Newsroom > News > Press Releases > Children's literature expert Roxanne Owens on Dr. Seuss
By Lucil Macwan and Kristin Claes Mathews /
February 15, 2017 /
Posted in: College of Education /
To mark Seuss’ birthday and Read Across America Day March 2, Owens discusses Seuss’
contributions to literature and offers tips for parents to make reading a joy
for their children.
“If you can get children
to like reading, that can make a huge difference in their education,” said
Owens, who has taught in DePaul’s College of Education for 25 years. “A child
needs to associate reading with warmth, nurturing and success — not being told
what he’s doing wrong,” she said.
author Theodor Seuss Geisel, known as Dr. Seuss, knew how to draw young
readers in, said Owens. When “The Cat in the Hat” was published in 1957, most books
in schools were structured, she explained. Standbys like the “Dick and Jane”
books used foundational sight words – “she,” “he” and “it” — but lacked plot
and weren’t particularly exciting to read, according to Owens.
Seuss took those
sight words, the first words children memorize, and turned them into rhyming
classics like “Green Eggs and Ham.”
simple words but they’re so creative and fun that it made children want to read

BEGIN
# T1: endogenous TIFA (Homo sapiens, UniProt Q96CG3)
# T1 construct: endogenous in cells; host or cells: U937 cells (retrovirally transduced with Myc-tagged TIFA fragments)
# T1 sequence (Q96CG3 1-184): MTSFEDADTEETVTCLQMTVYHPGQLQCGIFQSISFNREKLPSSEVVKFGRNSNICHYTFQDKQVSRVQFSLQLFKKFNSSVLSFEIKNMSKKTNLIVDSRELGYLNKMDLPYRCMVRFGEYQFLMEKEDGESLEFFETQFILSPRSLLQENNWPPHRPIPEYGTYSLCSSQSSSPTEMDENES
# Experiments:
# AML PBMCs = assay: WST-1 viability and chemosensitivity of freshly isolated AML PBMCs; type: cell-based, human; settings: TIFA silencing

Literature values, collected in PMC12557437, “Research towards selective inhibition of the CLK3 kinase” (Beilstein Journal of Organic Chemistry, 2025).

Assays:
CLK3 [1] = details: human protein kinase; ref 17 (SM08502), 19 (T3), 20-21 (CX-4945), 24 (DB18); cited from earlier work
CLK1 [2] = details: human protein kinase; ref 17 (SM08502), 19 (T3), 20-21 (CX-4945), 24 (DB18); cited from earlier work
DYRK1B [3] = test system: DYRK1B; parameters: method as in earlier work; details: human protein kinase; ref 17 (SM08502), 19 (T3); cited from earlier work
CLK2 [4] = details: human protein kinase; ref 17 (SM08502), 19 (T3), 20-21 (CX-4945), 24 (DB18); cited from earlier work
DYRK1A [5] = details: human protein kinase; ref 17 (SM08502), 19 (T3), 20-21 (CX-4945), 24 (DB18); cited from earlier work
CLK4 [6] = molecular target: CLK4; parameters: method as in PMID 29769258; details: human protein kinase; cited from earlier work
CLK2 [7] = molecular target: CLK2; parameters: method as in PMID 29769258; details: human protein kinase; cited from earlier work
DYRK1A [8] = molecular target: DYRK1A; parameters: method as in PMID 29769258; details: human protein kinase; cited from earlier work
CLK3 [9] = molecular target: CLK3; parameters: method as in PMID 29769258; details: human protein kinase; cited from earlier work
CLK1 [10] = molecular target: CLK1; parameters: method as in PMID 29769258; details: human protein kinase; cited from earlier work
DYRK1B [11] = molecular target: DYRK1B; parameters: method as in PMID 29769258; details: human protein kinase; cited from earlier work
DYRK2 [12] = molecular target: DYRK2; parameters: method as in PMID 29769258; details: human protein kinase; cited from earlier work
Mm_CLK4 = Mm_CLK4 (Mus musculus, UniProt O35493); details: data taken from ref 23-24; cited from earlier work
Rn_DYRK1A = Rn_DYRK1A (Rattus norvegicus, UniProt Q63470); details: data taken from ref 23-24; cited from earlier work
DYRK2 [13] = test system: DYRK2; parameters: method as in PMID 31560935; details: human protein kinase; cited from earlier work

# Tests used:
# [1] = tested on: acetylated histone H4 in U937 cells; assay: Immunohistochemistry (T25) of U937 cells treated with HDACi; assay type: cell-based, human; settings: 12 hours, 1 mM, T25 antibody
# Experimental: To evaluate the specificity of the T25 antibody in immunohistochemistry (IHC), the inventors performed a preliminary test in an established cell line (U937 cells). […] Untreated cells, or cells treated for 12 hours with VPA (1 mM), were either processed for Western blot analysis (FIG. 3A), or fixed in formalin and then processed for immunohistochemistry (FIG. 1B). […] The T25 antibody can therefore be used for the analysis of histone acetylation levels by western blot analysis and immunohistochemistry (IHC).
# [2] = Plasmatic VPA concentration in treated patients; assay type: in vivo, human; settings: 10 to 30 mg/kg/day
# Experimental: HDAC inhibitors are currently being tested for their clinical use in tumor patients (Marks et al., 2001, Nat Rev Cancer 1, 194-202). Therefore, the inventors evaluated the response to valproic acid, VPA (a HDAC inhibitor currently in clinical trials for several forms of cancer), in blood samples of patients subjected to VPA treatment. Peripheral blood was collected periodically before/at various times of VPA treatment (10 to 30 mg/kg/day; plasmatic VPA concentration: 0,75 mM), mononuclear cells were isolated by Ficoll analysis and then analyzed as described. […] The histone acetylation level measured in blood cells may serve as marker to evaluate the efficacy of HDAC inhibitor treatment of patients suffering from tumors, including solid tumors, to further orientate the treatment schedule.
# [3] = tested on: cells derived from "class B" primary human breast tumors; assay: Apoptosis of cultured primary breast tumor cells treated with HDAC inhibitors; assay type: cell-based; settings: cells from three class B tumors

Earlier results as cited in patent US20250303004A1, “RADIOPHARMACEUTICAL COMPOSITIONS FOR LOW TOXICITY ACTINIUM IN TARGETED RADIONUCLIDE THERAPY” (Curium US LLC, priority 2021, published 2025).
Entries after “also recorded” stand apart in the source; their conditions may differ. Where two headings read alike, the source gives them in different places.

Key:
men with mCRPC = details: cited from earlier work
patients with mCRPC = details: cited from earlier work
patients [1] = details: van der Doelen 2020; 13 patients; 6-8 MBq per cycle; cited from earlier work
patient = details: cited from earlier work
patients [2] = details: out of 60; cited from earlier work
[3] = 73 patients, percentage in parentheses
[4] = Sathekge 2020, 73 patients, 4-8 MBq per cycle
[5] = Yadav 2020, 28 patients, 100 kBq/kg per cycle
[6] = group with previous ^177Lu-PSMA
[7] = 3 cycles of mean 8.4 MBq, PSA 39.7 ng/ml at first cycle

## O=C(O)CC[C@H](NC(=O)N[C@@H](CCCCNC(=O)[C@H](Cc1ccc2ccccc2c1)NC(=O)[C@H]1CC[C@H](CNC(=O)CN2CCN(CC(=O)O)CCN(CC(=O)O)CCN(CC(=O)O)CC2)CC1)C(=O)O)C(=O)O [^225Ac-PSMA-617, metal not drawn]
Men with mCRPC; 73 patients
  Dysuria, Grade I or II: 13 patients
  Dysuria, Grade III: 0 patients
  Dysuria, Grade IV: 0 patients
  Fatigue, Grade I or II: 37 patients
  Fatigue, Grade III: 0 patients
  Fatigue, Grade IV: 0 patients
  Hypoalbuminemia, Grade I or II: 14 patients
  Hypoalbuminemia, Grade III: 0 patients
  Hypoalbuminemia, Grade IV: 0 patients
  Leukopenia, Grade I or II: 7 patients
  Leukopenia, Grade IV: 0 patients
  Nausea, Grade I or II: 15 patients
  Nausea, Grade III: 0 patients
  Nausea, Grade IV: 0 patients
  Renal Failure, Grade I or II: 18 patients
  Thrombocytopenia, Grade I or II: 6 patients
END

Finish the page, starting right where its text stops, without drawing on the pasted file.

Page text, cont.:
them,” Owens said. The illustrations in Seuss books also help children develop
visual literacy skills.
includes listening, speaking, reading and writing, and it’s important to
develop those components as a child grows,” said Owens.
Tips for bringing joy into reading
in reading creates motivation, explained Owens. “If children aren’t good at
reading, they for sure don’t want to do it,” said Owens. To avoid this cycle, parents
can follow the PIECE method. “I tell parents that the reading experience should
be pleasant, interesting, engaging and challenging enough,” said Owens. She
offers these tips for keeping the PIECE when reading to children:
Owens notes that
reading together is not a good time to quiz your child or to make it into a
vocabulary lesson. “Reading in and of itself will help your child build skills,”
advised Owens. “Children who read and are read to are constantly exposed to new
words, new ideas, new possibilities. Not to mention correct spelling, grammar
and the elements of a good story,” she said.
Reflecting on Dr.
Seuss and his legacy, Owens calls his books “timeless.” “There
are many lessons to be learned and much wisdom to be gained from the books but
the main reason Dr. Seuss’ books remain popular today is that they are just
darn fun to read,” she said.